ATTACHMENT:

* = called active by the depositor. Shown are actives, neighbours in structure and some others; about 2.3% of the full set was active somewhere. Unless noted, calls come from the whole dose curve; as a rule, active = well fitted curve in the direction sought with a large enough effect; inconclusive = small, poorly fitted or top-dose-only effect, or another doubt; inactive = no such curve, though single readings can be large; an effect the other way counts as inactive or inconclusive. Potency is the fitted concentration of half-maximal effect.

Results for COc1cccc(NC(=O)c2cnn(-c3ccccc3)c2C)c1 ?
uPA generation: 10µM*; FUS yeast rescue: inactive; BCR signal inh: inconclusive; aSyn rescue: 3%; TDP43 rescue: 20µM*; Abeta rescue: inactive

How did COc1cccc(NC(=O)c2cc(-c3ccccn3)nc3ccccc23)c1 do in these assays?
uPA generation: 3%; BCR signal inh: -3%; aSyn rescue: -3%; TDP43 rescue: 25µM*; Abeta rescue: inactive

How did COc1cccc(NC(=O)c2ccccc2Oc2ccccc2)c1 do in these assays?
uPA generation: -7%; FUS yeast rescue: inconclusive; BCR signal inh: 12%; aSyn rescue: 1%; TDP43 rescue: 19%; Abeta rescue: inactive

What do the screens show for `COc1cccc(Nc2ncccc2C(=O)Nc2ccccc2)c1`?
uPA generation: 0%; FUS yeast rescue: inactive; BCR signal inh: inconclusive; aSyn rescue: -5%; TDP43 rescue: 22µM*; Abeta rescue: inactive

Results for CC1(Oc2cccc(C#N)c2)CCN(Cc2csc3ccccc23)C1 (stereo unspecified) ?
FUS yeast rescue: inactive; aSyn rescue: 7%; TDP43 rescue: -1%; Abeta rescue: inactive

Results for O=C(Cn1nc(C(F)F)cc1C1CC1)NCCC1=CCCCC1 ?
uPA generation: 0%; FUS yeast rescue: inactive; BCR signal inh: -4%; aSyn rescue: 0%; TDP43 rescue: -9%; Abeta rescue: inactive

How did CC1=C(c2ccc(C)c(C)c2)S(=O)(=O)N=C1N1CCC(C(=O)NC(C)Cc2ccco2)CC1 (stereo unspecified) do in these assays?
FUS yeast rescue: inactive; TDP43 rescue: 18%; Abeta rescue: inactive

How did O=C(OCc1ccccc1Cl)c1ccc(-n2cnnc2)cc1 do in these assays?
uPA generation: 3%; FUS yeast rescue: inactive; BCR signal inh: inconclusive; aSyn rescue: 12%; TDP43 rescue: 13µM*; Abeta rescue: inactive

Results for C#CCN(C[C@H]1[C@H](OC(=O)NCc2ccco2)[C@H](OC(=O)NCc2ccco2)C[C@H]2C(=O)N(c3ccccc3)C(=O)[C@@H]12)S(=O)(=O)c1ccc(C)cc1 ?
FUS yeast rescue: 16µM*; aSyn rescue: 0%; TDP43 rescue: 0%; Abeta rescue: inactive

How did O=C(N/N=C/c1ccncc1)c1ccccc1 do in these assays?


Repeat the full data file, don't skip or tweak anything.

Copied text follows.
* = called active by the depositor. Shown are actives, neighbours in structure and some others; about 2.3% of the full set was active somewhere. Unless noted, calls come from the whole dose curve; as a rule, active = well fitted curve in the direction sought with a large enough effect; inconclusive = small, poorly fitted or top-dose-only effect, or another doubt; inactive = no such curve, though single readings can be large; an effect the other way counts as inactive or inconclusive. Potency is the fitted concentration of half-maximal effect.

Results for COc1cccc(NC(=O)c2cnn(-c3ccccc3)c2C)c1 ?
uPA generation: 10µM*; FUS yeast rescue: inactive; BCR signal inh: inconclusive; aSyn rescue: 3%; TDP43 rescue: 20µM*; Abeta rescue: inactive

How did COc1cccc(NC(=O)c2cc(-c3ccccn3)nc3ccccc23)c1 do in these assays?
uPA generation: 3%; BCR signal inh: -3%; aSyn rescue: -3%; TDP43 rescue: 25µM*; Abeta rescue: inactive

How did COc1cccc(NC(=O)c2ccccc2Oc2ccccc2)c1 do in these assays?
uPA generation: -7%; FUS yeast rescue: inconclusive; BCR signal inh: 12%; aSyn rescue: 1%; TDP43 rescue: 19%; Abeta rescue: inactive

What do the screens show for `COc1cccc(Nc2ncccc2C(=O)Nc2ccccc2)c1`?
uPA generation: 0%; FUS yeast rescue: inactive; BCR signal inh: inconclusive; aSyn rescue: -5%; TDP43 rescue: 22µM*; Abeta rescue: inactive

Results for CC1(Oc2cccc(C#N)c2)CCN(Cc2csc3ccccc23)C1 (stereo unspecified) ?
FUS yeast rescue: inactive; aSyn rescue: 7%; TDP43 rescue: -1%; Abeta rescue: inactive

Results for O=C(Cn1nc(C(F)F)cc1C1CC1)NCCC1=CCCCC1 ?
uPA generation: 0%; FUS yeast rescue: inactive; BCR signal inh: -4%; aSyn rescue: 0%; TDP43 rescue: -9%; Abeta rescue: inactive

How did CC1=C(c2ccc(C)c(C)c2)S(=O)(=O)N=C1N1CCC(C(=O)NC(C)Cc2ccco2)CC1 (stereo unspecified) do in these assays?
FUS yeast rescue: inactive; TDP43 rescue: 18%; Abeta rescue: inactive

How did O=C(OCc1ccccc1Cl)c1ccc(-n2cnnc2)cc1 do in these assays?
uPA generation: 3%; FUS yeast rescue: inactive; BCR signal inh: inconclusive; aSyn rescue: 12%; TDP43 rescue: 13µM*; Abeta rescue: inactive

Results for C#CCN(C[C@H]1[C@H](OC(=O)NCc2ccco2)[C@H](OC(=O)NCc2ccco2)C[C@H]2C(=O)N(c3ccccc3)C(=O)[C@@H]12)S(=O)(=O)c1ccc(C)cc1 ?
FUS yeast rescue: 16µM*; aSyn rescue: 0%; TDP43 rescue: 0%; Abeta rescue: inactive

How did O=C(N/N=C/c1ccncc1)c1ccccc1 do in these assays?